Happy Thursday to everyone, and welcome into yet another astounding rendition of the Daily Noontime! Let’s get this day started with some headlines and news from the Hub!
* The Boston Celtics six-game winning streak was snapped on Wednesday, as the San Antonio Spurs escaped with an 87-86 victory. The Green and White rallied during the final minute, but Paul Pierce missed a jump shot as time expired, which allowed the Spurs to walk off the TD Garden parquet with a victory.
* The Celtics will return to the hardwood on Thursday, as they’ll travel to Chicago for a 9:30pm tip-off. The Bulls currently reside atop the Eastern Conference standings, and have beaten the Celtics twice this season.
* Boston’s hockey team – the Bruins – will return to the ice for their second to last regular season game on Thursday when face-off against the Senators in Ottawa.
* According to reports – no news has been released in regards to Johnny Boychuk’s knee injury from Tuesday against the Pittsburgh Penguins. Boychuck left the game in the third period, and did not return for the remainder of the contest.
* Finally, the Boston Red Sox will play their first official regular season contest against the Tigers in Detroit on Thursday – first pitch is scheduled for 1:00pm – Jon Lester will oppose Justin Verlander.
I was 4-years old in 1992, which was the last time the Boston Bruins played in the Eastern Conference Finals. Now, I’m almost 23-years old and cannot believe that they are headed back the championship.
Johnny Boychuk, Milan Lucic and Brad Marchand goals during the third period helped Boston secure a 5-1 victory on Friday at the TD Garden against the Philadelphia Flyers, as well as punch their ticket to round three of the 2011 NHL Stanley Cup Playoffs.
Lucic put the Bruins on the scoreboard at 12:02 in the first period on a power play. Yes, they scored on a power play, which was followed up by some great Tim Thomas goaltending, which was on display all night long.
Win or go home is the message every coach tells his or her team prior to Game 7.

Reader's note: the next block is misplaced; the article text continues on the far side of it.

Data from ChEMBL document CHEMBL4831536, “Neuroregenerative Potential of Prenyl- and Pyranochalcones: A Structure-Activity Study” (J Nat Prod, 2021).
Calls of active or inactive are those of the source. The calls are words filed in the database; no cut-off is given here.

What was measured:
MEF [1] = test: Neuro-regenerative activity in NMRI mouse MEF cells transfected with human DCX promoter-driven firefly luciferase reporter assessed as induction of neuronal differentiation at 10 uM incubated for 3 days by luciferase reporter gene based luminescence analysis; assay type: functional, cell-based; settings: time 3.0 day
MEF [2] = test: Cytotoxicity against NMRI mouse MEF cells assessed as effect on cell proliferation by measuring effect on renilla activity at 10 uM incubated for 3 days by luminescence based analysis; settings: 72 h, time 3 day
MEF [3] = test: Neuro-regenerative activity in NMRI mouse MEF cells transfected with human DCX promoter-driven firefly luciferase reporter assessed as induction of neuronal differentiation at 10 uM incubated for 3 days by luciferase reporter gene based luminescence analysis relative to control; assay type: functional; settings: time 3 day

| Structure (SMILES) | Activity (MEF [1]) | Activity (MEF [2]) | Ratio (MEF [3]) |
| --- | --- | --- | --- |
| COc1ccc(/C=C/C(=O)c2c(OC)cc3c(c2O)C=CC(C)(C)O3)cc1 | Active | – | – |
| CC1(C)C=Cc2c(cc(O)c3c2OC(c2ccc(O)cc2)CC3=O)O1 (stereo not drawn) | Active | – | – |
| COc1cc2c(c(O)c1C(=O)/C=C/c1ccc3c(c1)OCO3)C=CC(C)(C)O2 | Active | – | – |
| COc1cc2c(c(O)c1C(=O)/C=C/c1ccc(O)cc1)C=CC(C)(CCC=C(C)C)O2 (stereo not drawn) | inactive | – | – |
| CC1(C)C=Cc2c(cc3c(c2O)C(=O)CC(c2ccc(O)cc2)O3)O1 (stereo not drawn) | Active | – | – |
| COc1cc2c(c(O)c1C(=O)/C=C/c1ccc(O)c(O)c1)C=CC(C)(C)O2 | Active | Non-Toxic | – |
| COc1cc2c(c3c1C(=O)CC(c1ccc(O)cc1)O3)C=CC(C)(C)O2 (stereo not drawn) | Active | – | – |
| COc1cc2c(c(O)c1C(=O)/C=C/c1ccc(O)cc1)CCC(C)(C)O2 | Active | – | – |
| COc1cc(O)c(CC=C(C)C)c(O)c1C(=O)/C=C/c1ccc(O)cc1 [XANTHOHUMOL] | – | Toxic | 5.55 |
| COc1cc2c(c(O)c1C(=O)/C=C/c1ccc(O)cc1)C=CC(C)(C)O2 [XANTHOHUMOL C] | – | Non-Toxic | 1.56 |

The Boston Bruins and Montreal Canadiens met on Wednesday evening at the TD Garden for Game 7 and clearly this final NHL Stanley Cup Playoff opening round matchup was intense and simply “in your face” hockey.
This game had that special Game 5 feeling written all over it, especially when Nathan Horton scored halfway through double overtime. It also had moments of Game 4, when Boston rallied to tie the series 2-2 at the Belle Center in Montreal.
Although, who exactly was going to win this game remained the question for nearly 65 minutes, but yet again, Horton netted another overtime winner and punched the Bruins tickets to the NHL quarterfinals, where they’ll face the Philadelphia Flyers for the second time in two years.
Horton was one of the major off-season acquisitions by the Bruins and clearly, this particular move paid off. He finished the season with 26 goals, 27 assists and 53 points. So, I think it is certainly fair to say that he made a dent on the Boston Bruins organization.
Although, before the Bruins celebrated Horton’s exciting game winner, Boston began the game with two quick scores that came off the sticks of Johnny Boychuck and Mark Recchi. Then Yannick Weber scored Montreal’s first goal nearly four minutes after Recchi had scored. Indeed, the Canadiens had washed away any thought of a Bruins shutout, as Webber’s goal was one of those, “we’re not giving up” moments.
Boston would be held scoreless in the second period, as Carey Price baffled the Bruins offense that continuously attempted shot after shot. Price finished the game with 30 saves and every time he deflected the puck, it was simply magical.
In the second period, the Canadiens did more than just watch Price stand on his head, as they scored their second goal of the contest when Tomas Plekanec took advantage of Boston’s shorthanded unit and pushed the puck passed Tim Thomas. Thomas hung his head and the TD Garden fans were suddenly in a state of shock.
Boston’s power play was miserable for the seventh night in a row, as Montreal finished the game 2-for-4. Yet, why exactly has Boston’s penalty killing unit played so dreadful is way beyond me, but just consider this, the Bruins never scored a single goal when they were on the power play all series, which is quite frightening.
Entering the third and final period, both teams played their “hearts out,” as both Chris Kelly and P.K. Subban recorded goals for their teams to force overtime and once the sudden death period began, it only took Boston 5:43 to secure their fourth win of the series.
So now Boston moves onto round two, while Montreal returns to Canada for the summer. Was this series the best? That’s debatable, but between Games 4, 5 and 7, it’s certainly easy to say that the Bruins proved they were indeed the better team. Experts picked them, fans believed in them and callers who were raged with excitement bombarded radio stations in Boston because of their success during the regular season.
The Bruins indeed beat the Canadiens, but while the celebration shouldn’t last long, it’s now time to turn the page and prepare for the defending Eastern Conference Champions, the Philadelphia Flyers.